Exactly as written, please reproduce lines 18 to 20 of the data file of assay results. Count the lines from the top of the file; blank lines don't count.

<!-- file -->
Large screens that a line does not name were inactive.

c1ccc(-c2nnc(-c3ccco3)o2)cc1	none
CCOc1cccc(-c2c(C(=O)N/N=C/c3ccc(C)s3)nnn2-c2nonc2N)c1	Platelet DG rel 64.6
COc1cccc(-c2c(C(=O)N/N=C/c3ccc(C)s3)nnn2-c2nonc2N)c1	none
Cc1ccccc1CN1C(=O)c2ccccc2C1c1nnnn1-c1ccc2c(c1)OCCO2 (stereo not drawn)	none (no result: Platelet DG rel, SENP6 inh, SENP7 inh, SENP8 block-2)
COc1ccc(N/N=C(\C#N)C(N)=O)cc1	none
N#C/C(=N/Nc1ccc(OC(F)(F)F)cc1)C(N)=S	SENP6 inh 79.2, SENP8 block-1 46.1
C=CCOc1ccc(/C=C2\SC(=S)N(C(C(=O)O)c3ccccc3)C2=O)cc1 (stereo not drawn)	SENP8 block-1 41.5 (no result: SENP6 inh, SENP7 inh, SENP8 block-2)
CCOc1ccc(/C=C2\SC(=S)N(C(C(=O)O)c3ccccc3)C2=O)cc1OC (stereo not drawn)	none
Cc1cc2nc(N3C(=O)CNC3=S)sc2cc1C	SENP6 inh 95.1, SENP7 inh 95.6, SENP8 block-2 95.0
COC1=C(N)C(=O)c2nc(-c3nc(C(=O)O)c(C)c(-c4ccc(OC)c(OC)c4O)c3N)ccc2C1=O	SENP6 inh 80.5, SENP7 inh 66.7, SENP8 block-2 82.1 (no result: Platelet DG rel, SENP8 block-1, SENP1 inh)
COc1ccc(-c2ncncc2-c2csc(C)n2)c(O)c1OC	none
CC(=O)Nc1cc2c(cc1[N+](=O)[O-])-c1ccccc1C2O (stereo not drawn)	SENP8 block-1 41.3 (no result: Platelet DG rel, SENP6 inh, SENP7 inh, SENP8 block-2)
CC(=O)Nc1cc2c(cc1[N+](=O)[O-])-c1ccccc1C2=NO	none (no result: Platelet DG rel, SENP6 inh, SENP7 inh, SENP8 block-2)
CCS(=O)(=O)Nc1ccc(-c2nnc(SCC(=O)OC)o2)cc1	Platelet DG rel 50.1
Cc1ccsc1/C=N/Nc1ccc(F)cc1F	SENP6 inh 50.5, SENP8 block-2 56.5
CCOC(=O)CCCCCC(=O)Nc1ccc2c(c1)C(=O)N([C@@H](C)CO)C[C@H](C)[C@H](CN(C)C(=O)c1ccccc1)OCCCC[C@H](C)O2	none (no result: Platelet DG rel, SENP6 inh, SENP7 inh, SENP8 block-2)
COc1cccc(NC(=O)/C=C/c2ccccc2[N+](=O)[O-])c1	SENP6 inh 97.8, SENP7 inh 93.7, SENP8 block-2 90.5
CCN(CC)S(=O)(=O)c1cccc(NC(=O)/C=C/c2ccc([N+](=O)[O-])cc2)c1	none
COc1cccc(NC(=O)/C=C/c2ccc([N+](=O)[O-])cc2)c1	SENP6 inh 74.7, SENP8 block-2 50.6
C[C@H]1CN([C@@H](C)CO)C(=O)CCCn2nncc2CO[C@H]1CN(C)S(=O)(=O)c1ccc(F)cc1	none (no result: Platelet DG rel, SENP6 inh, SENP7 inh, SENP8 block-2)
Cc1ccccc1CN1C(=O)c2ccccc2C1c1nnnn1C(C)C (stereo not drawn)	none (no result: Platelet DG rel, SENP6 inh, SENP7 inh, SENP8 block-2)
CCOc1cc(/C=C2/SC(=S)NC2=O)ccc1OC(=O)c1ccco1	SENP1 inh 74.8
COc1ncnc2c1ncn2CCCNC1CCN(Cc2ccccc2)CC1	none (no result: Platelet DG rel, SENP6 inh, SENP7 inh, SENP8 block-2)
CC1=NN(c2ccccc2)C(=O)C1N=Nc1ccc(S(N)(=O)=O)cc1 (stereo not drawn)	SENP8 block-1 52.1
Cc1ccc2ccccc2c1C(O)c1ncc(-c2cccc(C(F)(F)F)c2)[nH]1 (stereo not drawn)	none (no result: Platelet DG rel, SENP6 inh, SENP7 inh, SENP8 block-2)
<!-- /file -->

COc1cccc(NC(=O)/C=C/c2ccccc2[N+](=O)[O-])c1	SENP6 inh 97.8, SENP7 inh 93.7, SENP8 block-2 90.5
CCN(CC)S(=O)(=O)c1cccc(NC(=O)/C=C/c2ccc([N+](=O)[O-])cc2)c1	none
COc1cccc(NC(=O)/C=C/c2ccc([N+](=O)[O-])cc2)c1	SENP6 inh 74.7, SENP8 block-2 50.6